The transition has not been without many “WTF am I doing?” moments. Because there are no rules. And no guarantees. Oh, and the paycheques are irregular (and budgeting isn’t my strong suit).
But the rewards are huge.
When I get private messages or emails that tell me I made someone feel better with an uplifting Facebook post, or helped someone plan a big trip because they read a resort review, or made someone laugh with a funny Instagram Story, or that they purchased that thing I recommended in a holiday gift guide, it makes all of the blood, sweat and tears worth it. (I understand this phrase more than ever before. I’m very familiar with all three — blood, sweat and tears. Many tears.)
Here are my tips to help you work toward your own Small Business Month celebration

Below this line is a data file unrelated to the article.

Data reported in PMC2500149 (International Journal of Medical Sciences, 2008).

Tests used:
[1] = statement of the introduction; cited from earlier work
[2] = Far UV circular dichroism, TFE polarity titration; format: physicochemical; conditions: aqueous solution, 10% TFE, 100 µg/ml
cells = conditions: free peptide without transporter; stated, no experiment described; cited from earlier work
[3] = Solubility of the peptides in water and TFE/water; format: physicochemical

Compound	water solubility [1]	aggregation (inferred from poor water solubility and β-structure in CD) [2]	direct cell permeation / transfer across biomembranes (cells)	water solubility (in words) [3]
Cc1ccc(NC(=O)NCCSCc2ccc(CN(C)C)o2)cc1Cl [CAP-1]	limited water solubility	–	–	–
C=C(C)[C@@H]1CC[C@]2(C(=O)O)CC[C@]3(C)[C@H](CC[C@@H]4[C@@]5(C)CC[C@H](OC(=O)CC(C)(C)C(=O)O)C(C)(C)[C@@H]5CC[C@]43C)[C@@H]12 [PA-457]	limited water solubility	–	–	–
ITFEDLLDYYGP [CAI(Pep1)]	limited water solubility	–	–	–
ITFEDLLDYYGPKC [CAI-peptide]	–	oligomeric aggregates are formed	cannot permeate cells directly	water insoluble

I love what I do, but I’m still navigating my path. It’s a bumpy, winding road that’s got all the makings of a reality show some days. That said, I have a few key pieces of advice for those of you thinking of starting your own side gig that you hope will one day be your real-life job:
1. Don’t quit your day job.
Boy oh boy, I can’t stress this enough. Unless you’re independently wealthy or have a partner who can fully support your lifestyle on his/her own, WORK AROUND YOUR DAY JOB. Yes, it’s going to mean long nights and lost sleep. Before the blog, I used to sleep 10 hours a night. With the exception of a bout of influenza, a stab or two at pneumonia and a pulmonary embolism a couple of summers ago, I haven’t slept 10 hours a night since early 2012.
Entrepreneurship is stressful enough without adding the stress of burning through money when you don’t yet have enough coming in the door. Those biweekly paycheques deposited with predictable consistency are gold — don’t give those up until you’re making some comfortable money with a frequency that’s dependable.
By all means, dream the dream. Take the leap. Just do it with a safety net.
2. Register your business name and get a business number.